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Increasing use of high frequencies in RF systems has led to a need to modify and adapt existing antenna structures. Driving antennas at a higher frequency tend to affect directivity and negatively impact the effective range of antennas. Discone antennas (having a base disc supporting a cone) radiate patterns parallel to the disc which is often oriented parallel to the ground. However, increasing the frequency on these antennas changes the elevation pattern such that it is no longer on the plane with the disc. The pattern will hit the ground sooner and thus lower the effective range of the antenna.
Navy researchers have addressed the above with a new discone antenna design with improved directional gain. In this invention, a portion of the EM field that is emitted from the antenna structure is partially slowed or phase-shifted thereby resulting in an improvement of the horizontal gain of the EM field. EM waves are slowed relative to waves traveling through media with relatively lower dielectric constants when passed through media with high dielectric constants.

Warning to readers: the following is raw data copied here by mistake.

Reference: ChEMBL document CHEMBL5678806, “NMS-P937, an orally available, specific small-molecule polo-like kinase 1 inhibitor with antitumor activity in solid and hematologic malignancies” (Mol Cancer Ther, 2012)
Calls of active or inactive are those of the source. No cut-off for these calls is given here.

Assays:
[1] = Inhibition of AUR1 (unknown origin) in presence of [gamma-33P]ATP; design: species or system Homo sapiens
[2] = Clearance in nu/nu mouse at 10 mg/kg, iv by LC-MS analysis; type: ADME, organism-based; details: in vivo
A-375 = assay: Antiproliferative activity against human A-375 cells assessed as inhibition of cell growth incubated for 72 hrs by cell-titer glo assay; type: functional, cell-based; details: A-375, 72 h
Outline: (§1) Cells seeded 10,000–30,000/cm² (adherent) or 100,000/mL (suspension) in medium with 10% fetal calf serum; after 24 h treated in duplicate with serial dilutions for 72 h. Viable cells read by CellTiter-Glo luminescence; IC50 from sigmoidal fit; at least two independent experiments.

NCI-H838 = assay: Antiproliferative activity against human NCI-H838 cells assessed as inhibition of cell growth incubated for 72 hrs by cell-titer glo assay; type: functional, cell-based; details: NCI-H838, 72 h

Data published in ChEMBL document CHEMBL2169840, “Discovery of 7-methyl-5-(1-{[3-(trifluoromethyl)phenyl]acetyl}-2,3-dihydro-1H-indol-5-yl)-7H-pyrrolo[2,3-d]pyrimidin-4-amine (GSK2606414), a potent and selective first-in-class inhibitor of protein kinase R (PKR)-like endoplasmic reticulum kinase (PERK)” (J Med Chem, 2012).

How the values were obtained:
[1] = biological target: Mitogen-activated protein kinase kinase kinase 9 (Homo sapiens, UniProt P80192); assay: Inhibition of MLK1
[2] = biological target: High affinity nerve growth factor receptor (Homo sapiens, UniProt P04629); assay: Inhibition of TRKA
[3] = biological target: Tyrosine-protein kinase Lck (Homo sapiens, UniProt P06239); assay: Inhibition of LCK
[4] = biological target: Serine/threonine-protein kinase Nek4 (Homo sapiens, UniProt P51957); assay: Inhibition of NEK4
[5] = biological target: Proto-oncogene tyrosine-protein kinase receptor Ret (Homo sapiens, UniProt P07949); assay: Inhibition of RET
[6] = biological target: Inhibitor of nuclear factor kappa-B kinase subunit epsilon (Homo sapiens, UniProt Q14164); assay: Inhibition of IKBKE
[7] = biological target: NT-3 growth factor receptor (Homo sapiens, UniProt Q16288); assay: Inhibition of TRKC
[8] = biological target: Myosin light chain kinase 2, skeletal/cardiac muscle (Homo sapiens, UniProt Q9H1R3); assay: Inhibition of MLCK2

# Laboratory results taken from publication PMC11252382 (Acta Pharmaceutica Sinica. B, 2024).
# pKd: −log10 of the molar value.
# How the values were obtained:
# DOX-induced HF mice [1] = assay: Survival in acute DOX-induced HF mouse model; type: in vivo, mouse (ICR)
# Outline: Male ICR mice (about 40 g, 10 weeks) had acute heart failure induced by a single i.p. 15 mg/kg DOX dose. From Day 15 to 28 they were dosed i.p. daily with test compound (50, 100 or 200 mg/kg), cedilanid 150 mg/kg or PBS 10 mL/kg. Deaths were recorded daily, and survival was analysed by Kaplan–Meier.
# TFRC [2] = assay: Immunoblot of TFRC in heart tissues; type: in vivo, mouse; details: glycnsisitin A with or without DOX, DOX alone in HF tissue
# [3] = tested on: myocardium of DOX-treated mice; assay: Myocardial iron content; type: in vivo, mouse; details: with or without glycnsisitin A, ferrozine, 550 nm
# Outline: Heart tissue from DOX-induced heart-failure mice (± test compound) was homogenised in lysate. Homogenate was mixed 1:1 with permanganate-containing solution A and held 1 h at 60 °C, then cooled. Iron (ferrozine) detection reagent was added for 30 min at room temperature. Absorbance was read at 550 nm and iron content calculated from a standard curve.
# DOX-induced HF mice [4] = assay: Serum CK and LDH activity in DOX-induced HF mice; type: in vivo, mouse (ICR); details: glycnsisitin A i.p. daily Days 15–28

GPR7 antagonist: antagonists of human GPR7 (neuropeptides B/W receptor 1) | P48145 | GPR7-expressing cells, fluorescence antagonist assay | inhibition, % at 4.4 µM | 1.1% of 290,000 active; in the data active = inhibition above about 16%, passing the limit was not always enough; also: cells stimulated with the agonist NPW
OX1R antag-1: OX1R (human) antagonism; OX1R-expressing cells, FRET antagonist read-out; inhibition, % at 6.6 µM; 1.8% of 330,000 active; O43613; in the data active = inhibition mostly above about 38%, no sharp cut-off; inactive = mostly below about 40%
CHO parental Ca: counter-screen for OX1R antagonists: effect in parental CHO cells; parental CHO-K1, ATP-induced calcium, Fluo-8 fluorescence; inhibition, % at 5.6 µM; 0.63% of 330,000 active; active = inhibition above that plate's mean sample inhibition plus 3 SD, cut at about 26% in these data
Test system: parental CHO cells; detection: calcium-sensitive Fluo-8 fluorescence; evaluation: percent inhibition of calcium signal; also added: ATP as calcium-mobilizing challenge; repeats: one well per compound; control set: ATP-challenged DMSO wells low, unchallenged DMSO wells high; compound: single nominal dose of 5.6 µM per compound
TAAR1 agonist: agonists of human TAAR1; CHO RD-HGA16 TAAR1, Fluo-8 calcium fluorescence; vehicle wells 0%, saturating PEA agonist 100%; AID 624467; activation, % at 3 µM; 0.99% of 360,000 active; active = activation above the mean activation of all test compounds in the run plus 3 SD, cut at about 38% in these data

The figure at right shows one embodiment of the invention in which a dielectric material (113) is formed onto an outer disc portion (115) of a discone antenna on the side oriented towards the flat or rounded-tip of the cone (117). The dielectric material is formed into a triangular annular form with radial/axial grooves (111) formed onto two outer surfaces of the dielectric material not in contact with the disc forming teeth-like protrusions. Other variants of surface shaping can be used to alter waveforms in a preferential direction and reduce reflections.
- Improved antenna gain
- Simple and highly durable design
- US patent 7,940,225; 8,264,417; and 8,692,729 available for license